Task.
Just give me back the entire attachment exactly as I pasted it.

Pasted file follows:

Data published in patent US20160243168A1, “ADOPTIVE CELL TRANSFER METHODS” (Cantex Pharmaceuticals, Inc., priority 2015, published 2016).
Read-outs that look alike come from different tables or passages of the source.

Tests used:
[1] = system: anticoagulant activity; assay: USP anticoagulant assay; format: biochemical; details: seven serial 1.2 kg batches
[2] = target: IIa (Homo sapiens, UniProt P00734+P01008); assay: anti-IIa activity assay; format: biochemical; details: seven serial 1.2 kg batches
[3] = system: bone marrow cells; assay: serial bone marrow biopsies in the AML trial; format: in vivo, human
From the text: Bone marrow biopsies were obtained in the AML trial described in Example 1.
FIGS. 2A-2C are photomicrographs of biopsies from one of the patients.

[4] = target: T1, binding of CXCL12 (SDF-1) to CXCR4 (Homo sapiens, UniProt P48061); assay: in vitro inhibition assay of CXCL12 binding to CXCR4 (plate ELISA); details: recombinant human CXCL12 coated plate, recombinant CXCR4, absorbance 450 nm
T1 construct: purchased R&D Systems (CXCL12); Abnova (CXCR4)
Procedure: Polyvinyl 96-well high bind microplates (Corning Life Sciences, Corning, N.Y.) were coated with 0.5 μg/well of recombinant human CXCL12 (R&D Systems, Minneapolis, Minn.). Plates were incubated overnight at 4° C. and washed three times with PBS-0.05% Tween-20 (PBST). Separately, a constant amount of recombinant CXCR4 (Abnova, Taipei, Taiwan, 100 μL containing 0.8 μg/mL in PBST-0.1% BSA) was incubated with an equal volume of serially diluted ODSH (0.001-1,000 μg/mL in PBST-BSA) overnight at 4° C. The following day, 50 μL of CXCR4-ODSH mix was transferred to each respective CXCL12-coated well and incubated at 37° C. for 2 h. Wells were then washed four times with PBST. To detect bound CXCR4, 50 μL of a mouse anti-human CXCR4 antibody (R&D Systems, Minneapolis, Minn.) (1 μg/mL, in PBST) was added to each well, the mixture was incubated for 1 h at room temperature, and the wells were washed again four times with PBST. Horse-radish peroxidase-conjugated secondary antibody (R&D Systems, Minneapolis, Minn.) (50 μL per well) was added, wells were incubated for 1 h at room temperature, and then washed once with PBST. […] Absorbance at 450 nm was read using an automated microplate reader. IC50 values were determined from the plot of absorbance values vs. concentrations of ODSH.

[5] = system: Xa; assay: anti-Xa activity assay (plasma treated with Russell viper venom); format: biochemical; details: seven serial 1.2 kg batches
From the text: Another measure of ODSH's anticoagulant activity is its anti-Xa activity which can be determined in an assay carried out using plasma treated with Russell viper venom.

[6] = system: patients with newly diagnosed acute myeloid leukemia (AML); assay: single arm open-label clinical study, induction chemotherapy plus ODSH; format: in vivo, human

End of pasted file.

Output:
Data published in patent US20160243168A1, “ADOPTIVE CELL TRANSFER METHODS” (Cantex Pharmaceuticals, Inc., priority 2015, published 2016).
Read-outs that look alike come from different tables or passages of the source.

Tests used:
[1] = system: anticoagulant activity; assay: USP anticoagulant assay; format: biochemical; details: seven serial 1.2 kg batches
[2] = target: IIa (Homo sapiens, UniProt P00734+P01008); assay: anti-IIa activity assay; format: biochemical; details: seven serial 1.2 kg batches
[3] = system: bone marrow cells; assay: serial bone marrow biopsies in the AML trial; format: in vivo, human
From the text: Bone marrow biopsies were obtained in the AML trial described in Example 1.
FIGS. 2A-2C are photomicrographs of biopsies from one of the patients.

[4] = target: T1, binding of CXCL12 (SDF-1) to CXCR4 (Homo sapiens, UniProt P48061); assay: in vitro inhibition assay of CXCL12 binding to CXCR4 (plate ELISA); details: recombinant human CXCL12 coated plate, recombinant CXCR4, absorbance 450 nm
T1 construct: purchased R&D Systems (CXCL12); Abnova (CXCR4)
Procedure: Polyvinyl 96-well high bind microplates (Corning Life Sciences, Corning, N.Y.) were coated with 0.5 μg/well of recombinant human CXCL12 (R&D Systems, Minneapolis, Minn.). Plates were incubated overnight at 4° C. and washed three times with PBS-0.05% Tween-20 (PBST). Separately, a constant amount of recombinant CXCR4 (Abnova, Taipei, Taiwan, 100 μL containing 0.8 μg/mL in PBST-0.1% BSA) was incubated with an equal volume of serially diluted ODSH (0.001-1,000 μg/mL in PBST-BSA) overnight at 4° C. The following day, 50 μL of CXCR4-ODSH mix was transferred to each respective CXCL12-coated well and incubated at 37° C. for 2 h. Wells were then washed four times with PBST. To detect bound CXCR4, 50 μL of a mouse anti-human CXCR4 antibody (R&D Systems, Minneapolis, Minn.) (1 μg/mL, in PBST) was added to each well, the mixture was incubated for 1 h at room temperature, and the wells were washed again four times with PBST. Horse-radish peroxidase-conjugated secondary antibody (R&D Systems, Minneapolis, Minn.) (50 μL per well) was added, wells were incubated for 1 h at room temperature, and then washed once with PBST. […] Absorbance at 450 nm was read using an automated microplate reader. IC50 values were determined from the plot of absorbance values vs. concentrations of ODSH.

[5] = system: Xa; assay: anti-Xa activity assay (plasma treated with Russell viper venom); format: biochemical; details: seven serial 1.2 kg batches
From the text: Another measure of ODSH's anticoagulant activity is its anti-Xa activity which can be determined in an assay carried out using plasma treated with Russell viper venom.

[6] = system: patients with newly diagnosed acute myeloid leukemia (AML); assay: single arm open-label clinical study, induction chemotherapy plus ODSH; format: in vivo, human